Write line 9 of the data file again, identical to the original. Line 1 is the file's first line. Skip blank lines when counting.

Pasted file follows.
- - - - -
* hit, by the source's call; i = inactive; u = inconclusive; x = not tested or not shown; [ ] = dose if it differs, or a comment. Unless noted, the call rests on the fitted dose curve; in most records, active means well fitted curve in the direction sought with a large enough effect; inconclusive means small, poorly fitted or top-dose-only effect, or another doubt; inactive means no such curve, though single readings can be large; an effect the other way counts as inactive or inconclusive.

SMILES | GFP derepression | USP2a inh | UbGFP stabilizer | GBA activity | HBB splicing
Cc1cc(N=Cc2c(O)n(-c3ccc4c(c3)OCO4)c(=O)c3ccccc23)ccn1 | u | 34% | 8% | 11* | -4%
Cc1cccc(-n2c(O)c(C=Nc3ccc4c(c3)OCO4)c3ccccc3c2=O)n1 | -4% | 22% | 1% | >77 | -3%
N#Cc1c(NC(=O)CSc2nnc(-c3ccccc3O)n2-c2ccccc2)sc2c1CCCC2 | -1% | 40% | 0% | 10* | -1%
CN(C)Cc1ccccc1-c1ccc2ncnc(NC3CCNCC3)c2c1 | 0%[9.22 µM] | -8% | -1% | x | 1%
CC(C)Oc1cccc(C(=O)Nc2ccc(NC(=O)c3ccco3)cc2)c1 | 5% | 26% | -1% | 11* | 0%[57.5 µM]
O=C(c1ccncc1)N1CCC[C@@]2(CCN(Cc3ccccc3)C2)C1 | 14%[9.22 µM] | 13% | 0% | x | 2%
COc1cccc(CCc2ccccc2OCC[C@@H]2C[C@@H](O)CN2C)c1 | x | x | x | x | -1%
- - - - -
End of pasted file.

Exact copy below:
COc1cccc(CCc2ccccc2OCC[C@@H]2C[C@@H](O)CN2C)c1 | x | x | x | x | -1%